(i) include a description of the proposed evaluation or review and the uses to be made of the information;" (8 NYCRR 200.5 [a][1]).

The record does not reveal whether the CSE provided petitioner with written notice that an annual review would be conducted, but does reveal that petitioner attended the annual review which was conducted on May 25, 1993. However, the issue in this appeal is whether the CSE was required to notify petitioner, in writing, of its intention to further evaluate the child on May 11, 1993. Respondent asserts that the regulatory provision applies only to initial evaluations and to triennial reevaluation. However, the regulation does not explicitly qualify the word "reevaluation" by the word "triennial". Moreover, to do so would be inconsistent with a parallel provision of Federal regulation which requires that written notice be given to a parent whenever a board of education:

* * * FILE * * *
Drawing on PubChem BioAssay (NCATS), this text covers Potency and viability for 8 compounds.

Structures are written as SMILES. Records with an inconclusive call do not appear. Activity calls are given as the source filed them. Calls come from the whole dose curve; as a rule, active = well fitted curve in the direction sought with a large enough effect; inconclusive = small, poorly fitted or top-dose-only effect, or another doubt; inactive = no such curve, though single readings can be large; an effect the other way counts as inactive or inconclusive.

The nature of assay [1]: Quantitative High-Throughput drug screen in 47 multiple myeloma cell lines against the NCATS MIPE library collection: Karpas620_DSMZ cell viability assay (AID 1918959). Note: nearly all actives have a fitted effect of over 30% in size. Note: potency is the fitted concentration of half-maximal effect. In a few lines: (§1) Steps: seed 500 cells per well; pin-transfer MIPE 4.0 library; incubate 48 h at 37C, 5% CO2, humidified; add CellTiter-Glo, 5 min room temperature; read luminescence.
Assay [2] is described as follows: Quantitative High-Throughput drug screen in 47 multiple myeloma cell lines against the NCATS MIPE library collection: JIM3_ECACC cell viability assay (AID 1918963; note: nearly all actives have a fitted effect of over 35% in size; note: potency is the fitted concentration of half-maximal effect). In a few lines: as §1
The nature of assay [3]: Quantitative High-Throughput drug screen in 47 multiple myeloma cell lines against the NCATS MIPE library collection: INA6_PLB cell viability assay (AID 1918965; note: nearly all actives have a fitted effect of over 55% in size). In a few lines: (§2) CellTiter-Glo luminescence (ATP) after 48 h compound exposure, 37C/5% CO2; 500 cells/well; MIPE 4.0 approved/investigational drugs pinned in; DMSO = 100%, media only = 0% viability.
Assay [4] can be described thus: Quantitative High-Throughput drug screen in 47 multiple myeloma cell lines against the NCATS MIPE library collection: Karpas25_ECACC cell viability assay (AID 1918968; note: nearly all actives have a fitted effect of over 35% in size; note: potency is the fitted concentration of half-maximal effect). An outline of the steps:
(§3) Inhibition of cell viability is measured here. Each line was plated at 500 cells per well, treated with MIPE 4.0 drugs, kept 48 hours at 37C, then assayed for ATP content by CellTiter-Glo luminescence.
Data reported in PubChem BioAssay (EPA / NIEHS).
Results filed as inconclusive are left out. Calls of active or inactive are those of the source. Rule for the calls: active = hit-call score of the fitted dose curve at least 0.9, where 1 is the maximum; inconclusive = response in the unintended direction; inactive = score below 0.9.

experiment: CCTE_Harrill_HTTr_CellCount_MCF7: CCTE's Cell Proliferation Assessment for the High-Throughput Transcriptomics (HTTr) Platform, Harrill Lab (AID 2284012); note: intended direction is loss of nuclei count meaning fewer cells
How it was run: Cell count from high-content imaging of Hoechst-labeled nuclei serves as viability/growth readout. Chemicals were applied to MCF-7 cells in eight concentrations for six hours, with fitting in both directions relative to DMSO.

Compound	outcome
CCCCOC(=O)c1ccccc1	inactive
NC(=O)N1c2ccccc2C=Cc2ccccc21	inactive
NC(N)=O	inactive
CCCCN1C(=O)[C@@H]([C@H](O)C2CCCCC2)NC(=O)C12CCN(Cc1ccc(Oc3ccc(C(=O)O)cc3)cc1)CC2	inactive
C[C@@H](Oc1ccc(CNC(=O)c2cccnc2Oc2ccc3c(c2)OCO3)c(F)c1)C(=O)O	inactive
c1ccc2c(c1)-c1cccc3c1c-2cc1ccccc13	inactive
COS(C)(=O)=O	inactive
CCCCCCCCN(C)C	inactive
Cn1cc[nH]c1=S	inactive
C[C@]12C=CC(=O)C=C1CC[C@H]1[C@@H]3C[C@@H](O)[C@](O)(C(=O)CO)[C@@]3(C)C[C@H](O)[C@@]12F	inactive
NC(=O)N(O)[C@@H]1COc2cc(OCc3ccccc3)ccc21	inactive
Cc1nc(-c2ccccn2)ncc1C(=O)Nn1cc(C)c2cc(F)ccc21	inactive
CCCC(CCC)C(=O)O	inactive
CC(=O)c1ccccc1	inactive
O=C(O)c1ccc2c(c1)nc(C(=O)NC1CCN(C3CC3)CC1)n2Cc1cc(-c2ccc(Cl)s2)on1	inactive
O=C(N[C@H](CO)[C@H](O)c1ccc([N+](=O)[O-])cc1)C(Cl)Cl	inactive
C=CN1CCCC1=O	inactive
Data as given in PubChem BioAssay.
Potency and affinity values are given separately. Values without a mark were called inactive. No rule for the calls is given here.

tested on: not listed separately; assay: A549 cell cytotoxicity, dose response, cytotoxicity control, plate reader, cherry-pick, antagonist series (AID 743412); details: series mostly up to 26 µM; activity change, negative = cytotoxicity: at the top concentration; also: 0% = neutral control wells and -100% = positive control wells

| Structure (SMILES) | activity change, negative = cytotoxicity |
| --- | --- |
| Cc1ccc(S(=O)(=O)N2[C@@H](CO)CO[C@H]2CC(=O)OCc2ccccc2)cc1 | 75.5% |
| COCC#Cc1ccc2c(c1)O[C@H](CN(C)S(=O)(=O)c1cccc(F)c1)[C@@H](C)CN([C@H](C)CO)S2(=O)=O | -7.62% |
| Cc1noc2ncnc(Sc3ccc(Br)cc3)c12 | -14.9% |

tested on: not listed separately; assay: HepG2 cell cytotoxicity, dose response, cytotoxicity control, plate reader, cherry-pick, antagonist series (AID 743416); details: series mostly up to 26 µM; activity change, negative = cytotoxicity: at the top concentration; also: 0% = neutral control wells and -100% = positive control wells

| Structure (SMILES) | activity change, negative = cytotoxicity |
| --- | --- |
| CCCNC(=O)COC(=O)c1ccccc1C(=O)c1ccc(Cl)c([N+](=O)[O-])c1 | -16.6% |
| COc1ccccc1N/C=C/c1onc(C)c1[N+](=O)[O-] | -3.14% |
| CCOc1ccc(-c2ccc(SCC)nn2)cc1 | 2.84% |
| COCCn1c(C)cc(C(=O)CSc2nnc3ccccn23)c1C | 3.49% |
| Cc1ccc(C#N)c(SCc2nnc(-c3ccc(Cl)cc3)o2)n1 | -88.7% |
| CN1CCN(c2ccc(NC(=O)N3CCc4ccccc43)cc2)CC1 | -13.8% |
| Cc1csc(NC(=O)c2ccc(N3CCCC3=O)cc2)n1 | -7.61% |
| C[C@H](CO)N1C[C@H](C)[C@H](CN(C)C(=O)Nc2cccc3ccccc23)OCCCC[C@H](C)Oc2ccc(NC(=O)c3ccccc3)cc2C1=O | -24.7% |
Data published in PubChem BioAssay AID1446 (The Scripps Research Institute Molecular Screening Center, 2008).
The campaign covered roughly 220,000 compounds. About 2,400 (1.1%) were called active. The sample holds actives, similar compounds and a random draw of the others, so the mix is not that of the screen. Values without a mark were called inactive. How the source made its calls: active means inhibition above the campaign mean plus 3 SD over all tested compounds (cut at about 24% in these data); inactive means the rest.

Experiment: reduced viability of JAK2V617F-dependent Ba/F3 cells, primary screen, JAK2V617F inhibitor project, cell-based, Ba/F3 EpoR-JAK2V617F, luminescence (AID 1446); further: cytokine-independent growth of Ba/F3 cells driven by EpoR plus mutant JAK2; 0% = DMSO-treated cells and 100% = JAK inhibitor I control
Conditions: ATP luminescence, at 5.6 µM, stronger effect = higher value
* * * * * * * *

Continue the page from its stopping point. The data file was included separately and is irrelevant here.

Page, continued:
"Proposes to initiate or change the identification, evaluation or educational placement of the child or the provision of FAPE to the child." (34 CFR 300.504 [a][1])